Note: Mr. Olmert’s speech was made via live satellite link from Jerusalem.
Thank you very much. I’m very happy to have this opportunity to speak to you.
As you will certainly admit, I hardly decline any invitations to speak to ADL -- different groups coming from different parts of America and the world, when they are visiting with Israel. And I always enjoy doing it, because for me ADL is perhaps the most significant Jewish organization in the world.
It is a great organization which is entirely committed to the basic fundamental values that make the life of the Jewish people. And you are everywhere to protect the rights and the status of the Jewish people and the Jewish causes and the cause of the state of Israel and I'm very proud of you. …
As you will remember, I spelled it out before elections, that I am getting ready to move forward rapidly with a political plan. I prefer that we will be able to conduct negotiations with the Palestinians. The reason is very simple.
Peace that is based on negotiations and an agreement is always stronger and more significant than any other arrangement. Therefore, we will do every possible effort, using all our power of negotiation and the good services of our friends, particularly the United States of America, to influence the Palestinians to meet the basic requirements of the Road Map and the standard set forth by the Quartet to allow negotiations to take place.
But as I said, we will not wait forever. We will give the Palestinians a chance for a period of time and if they will not mature to these standards and conditions, then we’ll have to take our fate in our hands and do something to create a consensus within Israel, a broad understanding with the United States government and with the international community about the border lines which will, on one hand, protect the state of Israel and provide security for its citizens and, on the other hand, will allow the Palestinians to have a contiguous territory in which they will be able to establish their own independent state.
This is the goal and the mission of this government. We want to change realities. We want to separate from the Palestinians. We want to stop the cycle of violence which seems to be endless and which the time has come to hopefully be able to break it, so that we can provide a somewhat more relaxed life for ourselves and, hopefully, better opportunities for the Palestinians.
This is why I decided, at the risk of losing some votes even before the elections, to put on the agenda my plan, to use the most explicit terms possible, even if it irritated some potential supporters, because I wanted that the last elections would become a referendum on the political plan, so that no one in the future will be able to say that I didn't have the authority to go ahead with my plans. My political rivals were very friendly, and immediately upon my statement they said that this has changed the elections into a referendum.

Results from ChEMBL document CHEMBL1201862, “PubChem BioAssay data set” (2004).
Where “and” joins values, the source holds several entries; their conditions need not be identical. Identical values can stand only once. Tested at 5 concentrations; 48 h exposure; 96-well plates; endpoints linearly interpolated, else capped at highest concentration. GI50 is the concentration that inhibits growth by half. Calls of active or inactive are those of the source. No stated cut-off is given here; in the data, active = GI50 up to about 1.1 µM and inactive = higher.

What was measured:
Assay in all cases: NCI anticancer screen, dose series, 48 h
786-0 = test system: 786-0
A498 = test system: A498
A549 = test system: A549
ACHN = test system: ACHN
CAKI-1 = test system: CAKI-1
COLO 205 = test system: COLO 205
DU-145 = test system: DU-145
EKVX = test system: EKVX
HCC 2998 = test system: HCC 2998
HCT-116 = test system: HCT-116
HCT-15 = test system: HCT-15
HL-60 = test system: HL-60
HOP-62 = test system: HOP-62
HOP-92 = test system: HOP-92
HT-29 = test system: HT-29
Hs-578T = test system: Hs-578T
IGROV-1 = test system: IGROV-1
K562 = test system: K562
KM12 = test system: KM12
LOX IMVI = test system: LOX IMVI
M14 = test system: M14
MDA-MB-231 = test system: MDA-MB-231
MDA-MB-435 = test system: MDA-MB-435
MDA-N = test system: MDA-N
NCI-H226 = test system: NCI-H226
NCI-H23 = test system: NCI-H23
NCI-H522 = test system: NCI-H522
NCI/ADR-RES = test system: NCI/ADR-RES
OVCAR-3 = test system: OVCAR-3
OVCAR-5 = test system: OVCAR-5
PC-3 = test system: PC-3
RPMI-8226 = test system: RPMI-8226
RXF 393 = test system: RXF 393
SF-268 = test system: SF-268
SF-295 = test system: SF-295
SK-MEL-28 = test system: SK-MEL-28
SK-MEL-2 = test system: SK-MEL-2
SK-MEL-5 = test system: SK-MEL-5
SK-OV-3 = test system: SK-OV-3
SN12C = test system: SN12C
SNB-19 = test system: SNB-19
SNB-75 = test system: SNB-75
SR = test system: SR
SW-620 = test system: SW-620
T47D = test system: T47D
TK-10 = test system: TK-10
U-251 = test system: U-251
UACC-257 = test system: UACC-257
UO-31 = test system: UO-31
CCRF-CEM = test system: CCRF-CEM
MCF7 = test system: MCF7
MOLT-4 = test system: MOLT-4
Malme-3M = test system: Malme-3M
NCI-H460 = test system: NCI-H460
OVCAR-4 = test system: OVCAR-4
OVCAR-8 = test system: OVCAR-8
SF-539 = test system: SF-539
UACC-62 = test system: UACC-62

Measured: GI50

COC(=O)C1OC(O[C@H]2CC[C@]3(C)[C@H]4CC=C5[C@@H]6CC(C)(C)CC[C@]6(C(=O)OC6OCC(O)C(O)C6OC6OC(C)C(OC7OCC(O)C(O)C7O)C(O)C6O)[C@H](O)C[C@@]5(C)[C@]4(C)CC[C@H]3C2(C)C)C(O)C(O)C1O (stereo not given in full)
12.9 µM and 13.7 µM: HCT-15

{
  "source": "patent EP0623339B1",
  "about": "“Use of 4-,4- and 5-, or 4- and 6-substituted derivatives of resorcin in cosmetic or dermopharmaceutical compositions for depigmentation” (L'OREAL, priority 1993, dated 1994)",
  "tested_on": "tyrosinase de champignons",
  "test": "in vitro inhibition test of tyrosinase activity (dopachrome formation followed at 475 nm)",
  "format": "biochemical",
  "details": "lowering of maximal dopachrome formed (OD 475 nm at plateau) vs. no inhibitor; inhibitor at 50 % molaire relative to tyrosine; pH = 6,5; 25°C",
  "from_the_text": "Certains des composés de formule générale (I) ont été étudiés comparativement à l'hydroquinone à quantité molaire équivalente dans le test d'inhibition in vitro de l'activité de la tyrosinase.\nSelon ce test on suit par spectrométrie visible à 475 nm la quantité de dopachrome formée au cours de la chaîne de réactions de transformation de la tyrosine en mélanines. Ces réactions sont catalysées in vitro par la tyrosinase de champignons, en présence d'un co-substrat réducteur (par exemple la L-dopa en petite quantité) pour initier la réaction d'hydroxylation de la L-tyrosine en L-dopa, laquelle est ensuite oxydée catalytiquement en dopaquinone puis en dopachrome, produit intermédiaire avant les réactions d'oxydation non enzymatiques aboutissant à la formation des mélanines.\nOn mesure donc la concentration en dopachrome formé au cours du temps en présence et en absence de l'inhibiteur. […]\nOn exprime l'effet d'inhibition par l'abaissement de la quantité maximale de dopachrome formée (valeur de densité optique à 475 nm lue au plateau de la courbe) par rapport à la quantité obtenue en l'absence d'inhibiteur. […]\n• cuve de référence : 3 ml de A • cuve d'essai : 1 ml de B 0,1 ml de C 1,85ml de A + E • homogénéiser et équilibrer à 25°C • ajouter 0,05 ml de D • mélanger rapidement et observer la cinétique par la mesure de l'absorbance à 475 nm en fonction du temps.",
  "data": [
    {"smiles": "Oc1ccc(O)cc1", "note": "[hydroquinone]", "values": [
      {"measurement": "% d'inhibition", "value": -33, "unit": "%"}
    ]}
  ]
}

The outcome of the elections means that we can move forward and that we have the mandate. And I'm going to use this mandate in the most effective manner in order to indeed implement this plan and to ultimately reach a new reality in the Middle East between us and the Palestinians. Preferably through an agreement but also, if necessary, on a unilateral basis after creating a dialogue, a process of a dialogue within Israel, and after conducting serious studies and negotiations with the American government and with the international community. I hope that within four years, things will look different and will be different for us.
And, needless to say, that in order to be able to face this challenge, I need the support, I need the participation, I need the good advice of all the friends of Israel and ADL members and the ADL organization has always been in the forefront of the support for the state of Israel.
And I definitely will seek your advice; I will seek your support in order to be able to move forward with these plans and with changing realities in the Middle East, in the best possible manner. So thank you for inviting me to meet with you.
Today is the Holocaust Day. We have just now finished the ceremonies of the Holocaust Day in the state of Israel. It is still on in the United States.
Every year for me, the ceremonies of Holocaust Day become more difficult emotionally.
As the time passes by and as we are more distant from the terrible events of the Holocaust, it doesn't become any easier for us, the Jews, particularly here in the state of Israel, to cope with the emotional pressure which accompanies the events of the day.
And it is, I think, natural. We hear more stories, we understand the circumstances in which the Jews were persecuted in Europe in the Second World War, and we understand better the significance of the state of Israel for the future of the Jewish people perhaps much better now than we could in the past.